In the simplified representations of the formation of H2O and NH3 molecules, the O-H and N-H bonds are also formed in a similar manner, the bonding electron cloud having its maximum density on the lines connecting the two nuclei. Such bonds are called sigma bonds ( σ-bond).

A covalent bond established between two atoms having the maximum density of the electron cloud the line connecting the centre of the bonded atoms is called a σ-bond. A σ-bond is thus said to possess a cylindrical symmetry along the internuclear axis.

Let us now consider the combination of two nitrogen atoms. Of the three singly occupied p-orbitals in each, only one p-orbital from each nitrogen (say, the px may undergo ” head – on ” overlap to form a σ-bond. The other two p-orbitals on each can no longer enter into a direct overlap.

But each p-orbital may undergo lateral overlap with the corresponding p-orbital on the neighbour atom. Thus we have two additional overlaps, one by the two py orbitals, and the other by the two pz orbitals. These overlaps are different from the type of overlap in a σ-bond.

For each set of p-orbitals, the overlap results in accumulation of charge cloud on two sides of the internuclear axis. The bonding electron cloud does no more posses an axial symmetry as with the σ-bond; instead, it possess a plane of symmetry. For the overlap of the pz atomic orbital, the xy plane provides this plane of symmetry; for the overlap of the py atomic orbitals, the zx plane serves the purpose.

Bonds arising out of such orientation of the bonding electron cloud are designated as π-bonds. The bond formed by lateral overlap of two atomic orbitals having maximum overlapping on both sides of the line connecting the centres of the atoms is called a π-bond. A π-bond possess a plane of symmetry, often referred to as the nodal plane.

Properties of Ionic & Covalent Bonds

The different between ionic and covalent binding gives rise to difference in physical and chemical properties.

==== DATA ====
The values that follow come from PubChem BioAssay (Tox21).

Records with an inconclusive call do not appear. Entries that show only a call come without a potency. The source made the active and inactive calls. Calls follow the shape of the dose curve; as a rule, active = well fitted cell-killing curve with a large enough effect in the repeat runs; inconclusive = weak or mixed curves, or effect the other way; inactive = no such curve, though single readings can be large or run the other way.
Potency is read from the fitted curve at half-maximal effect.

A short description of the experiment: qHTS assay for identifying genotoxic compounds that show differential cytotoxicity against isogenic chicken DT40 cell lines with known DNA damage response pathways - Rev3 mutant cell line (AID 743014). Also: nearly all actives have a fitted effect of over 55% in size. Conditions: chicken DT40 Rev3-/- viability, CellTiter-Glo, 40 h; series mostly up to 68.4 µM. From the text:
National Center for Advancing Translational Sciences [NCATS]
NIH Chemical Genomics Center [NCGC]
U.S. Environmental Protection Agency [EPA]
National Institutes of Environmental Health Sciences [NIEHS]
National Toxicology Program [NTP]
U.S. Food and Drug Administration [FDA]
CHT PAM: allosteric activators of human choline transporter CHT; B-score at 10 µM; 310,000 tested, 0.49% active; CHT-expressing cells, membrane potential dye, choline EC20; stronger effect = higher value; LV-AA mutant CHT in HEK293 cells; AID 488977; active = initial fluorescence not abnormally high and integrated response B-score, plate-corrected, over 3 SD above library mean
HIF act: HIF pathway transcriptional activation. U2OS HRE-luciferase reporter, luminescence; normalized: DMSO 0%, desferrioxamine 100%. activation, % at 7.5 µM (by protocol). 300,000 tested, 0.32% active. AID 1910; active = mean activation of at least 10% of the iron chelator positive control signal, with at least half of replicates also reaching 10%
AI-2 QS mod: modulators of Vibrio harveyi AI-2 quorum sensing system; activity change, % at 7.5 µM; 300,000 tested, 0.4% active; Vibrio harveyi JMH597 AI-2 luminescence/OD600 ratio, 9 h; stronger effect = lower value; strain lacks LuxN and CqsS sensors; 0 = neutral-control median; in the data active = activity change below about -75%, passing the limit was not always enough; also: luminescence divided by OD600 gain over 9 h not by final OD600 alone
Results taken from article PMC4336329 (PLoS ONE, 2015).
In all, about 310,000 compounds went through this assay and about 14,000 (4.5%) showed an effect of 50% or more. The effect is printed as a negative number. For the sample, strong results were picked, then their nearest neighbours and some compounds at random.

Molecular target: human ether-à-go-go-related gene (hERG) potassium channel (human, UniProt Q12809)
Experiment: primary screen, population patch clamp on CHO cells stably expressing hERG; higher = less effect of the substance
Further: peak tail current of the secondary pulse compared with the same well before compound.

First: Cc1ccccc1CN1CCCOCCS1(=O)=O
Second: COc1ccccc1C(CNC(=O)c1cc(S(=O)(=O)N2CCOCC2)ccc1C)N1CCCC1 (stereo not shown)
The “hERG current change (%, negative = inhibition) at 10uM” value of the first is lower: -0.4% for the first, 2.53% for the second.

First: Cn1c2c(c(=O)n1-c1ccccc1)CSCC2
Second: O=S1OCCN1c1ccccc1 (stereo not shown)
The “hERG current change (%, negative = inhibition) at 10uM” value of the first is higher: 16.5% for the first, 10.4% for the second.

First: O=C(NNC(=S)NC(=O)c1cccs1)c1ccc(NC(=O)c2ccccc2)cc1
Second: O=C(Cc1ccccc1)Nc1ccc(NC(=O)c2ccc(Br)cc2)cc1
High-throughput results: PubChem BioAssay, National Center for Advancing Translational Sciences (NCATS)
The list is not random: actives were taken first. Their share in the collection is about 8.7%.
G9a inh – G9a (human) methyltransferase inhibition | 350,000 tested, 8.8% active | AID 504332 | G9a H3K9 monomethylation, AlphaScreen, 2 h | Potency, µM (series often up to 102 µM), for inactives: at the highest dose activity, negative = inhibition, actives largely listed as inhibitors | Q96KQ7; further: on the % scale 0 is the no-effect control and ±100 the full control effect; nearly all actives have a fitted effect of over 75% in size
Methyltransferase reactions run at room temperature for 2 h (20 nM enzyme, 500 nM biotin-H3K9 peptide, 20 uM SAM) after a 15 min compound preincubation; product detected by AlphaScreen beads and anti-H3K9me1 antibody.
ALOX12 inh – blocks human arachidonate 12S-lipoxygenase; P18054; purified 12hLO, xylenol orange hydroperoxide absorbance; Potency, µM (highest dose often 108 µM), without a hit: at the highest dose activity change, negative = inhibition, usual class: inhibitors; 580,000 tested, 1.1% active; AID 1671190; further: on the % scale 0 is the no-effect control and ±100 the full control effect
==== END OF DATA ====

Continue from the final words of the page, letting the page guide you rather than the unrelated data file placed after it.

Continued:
An ionic compound is composed of positive and negative ions — the ion pairs of opposite charges being held together by electrostatic attraction; the ions arrange themselves in a regular geometrical pattern in the crystal of an ionic compound.

X-ray analysis, for example, reveals that the structure of sodium chloride crystal consists of two interlocking face centred cubic lattices, one of sodium ions and the other of chloride ions — each sodium unit in the crystal is surrounded by six chlorine units, and each chlorine by six sodium units.

An ionic compound does not exist as a definite entity as molecules. There is no evidence, for example, of molecules of sodium chloride as structural units in the lattice of sodium chloride.

All truly ionic compounds, e.g., common salt, posses ionic lattice. Owing to the restrictive force in the crystal the ions are not free to move under the influence of an applied electric field.

But when an ionic compound is dissolved in water (or a suitable polar solvent which diminishes the attraction between the ions) or melted, the ions acquire mobility and can move in opposite directions in an electric field,
i.e., ionic compound is polar and can conduct electricity in the fused state or in solution in a suitable in a suitable solvent.

A purely covalent compound is a non-polar substance and does not conduct an electric current.
Anhydrous hydrogen chloride is a non-conductor, but its aqueous solution conducts electricity as a result of chemical reaction which leads to the formation of ions:

HCl + H2O <=> Cl’ + H3O+ (oxonium ion)